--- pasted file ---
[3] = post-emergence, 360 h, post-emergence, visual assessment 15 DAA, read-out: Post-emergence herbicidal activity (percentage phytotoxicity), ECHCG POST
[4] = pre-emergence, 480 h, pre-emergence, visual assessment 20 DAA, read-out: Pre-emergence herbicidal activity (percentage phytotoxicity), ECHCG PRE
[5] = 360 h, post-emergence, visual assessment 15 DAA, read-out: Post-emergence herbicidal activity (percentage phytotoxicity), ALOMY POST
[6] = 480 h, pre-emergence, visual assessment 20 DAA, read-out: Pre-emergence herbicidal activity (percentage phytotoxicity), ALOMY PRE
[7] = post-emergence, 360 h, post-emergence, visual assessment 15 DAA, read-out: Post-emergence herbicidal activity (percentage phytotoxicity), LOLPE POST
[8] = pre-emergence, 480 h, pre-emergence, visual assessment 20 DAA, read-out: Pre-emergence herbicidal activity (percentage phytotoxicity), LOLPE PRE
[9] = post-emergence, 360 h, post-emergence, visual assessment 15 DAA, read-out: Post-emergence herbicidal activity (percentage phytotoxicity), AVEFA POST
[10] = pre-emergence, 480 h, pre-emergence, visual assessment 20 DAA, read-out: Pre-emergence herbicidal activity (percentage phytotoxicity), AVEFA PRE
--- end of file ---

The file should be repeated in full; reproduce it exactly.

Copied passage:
[3] = post-emergence, 360 h, post-emergence, visual assessment 15 DAA, read-out: Post-emergence herbicidal activity (percentage phytotoxicity), ECHCG POST
[4] = pre-emergence, 480 h, pre-emergence, visual assessment 20 DAA, read-out: Pre-emergence herbicidal activity (percentage phytotoxicity), ECHCG PRE
[5] = 360 h, post-emergence, visual assessment 15 DAA, read-out: Post-emergence herbicidal activity (percentage phytotoxicity), ALOMY POST
[6] = 480 h, pre-emergence, visual assessment 20 DAA, read-out: Pre-emergence herbicidal activity (percentage phytotoxicity), ALOMY PRE
[7] = post-emergence, 360 h, post-emergence, visual assessment 15 DAA, read-out: Post-emergence herbicidal activity (percentage phytotoxicity), LOLPE POST
[8] = pre-emergence, 480 h, pre-emergence, visual assessment 20 DAA, read-out: Pre-emergence herbicidal activity (percentage phytotoxicity), LOLPE PRE
[9] = post-emergence, 360 h, post-emergence, visual assessment 15 DAA, read-out: Post-emergence herbicidal activity (percentage phytotoxicity), AVEFA POST
[10] = pre-emergence, 480 h, pre-emergence, visual assessment 20 DAA, read-out: Pre-emergence herbicidal activity (percentage phytotoxicity), AVEFA PRE